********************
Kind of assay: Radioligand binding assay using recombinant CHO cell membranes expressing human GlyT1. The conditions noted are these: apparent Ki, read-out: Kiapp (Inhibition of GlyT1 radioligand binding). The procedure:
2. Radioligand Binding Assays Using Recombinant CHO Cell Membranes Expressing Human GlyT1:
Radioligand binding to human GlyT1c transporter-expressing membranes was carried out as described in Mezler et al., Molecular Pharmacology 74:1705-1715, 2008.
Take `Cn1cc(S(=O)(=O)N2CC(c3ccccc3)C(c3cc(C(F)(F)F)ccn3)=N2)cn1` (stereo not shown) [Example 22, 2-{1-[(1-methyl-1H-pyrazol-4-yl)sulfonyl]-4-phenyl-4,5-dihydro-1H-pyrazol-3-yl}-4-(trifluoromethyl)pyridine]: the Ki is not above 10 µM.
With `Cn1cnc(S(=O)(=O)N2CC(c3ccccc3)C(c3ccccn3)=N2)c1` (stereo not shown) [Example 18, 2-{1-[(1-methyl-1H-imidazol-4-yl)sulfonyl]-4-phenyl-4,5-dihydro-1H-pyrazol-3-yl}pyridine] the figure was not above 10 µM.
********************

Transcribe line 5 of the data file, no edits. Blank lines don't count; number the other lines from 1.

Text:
With `Cn1cnc(S(=O)(=O)N2CC(c3ccccc3)C(c3ccccn3)=N2)c1` (stereo not shown) [Example 18, 2-{1-[(1-methyl-1H-imidazol-4-yl)sulfonyl]-4-phenyl-4,5-dihydro-1H-pyrazol-3-yl}pyridine] the figure was not above 10 µM.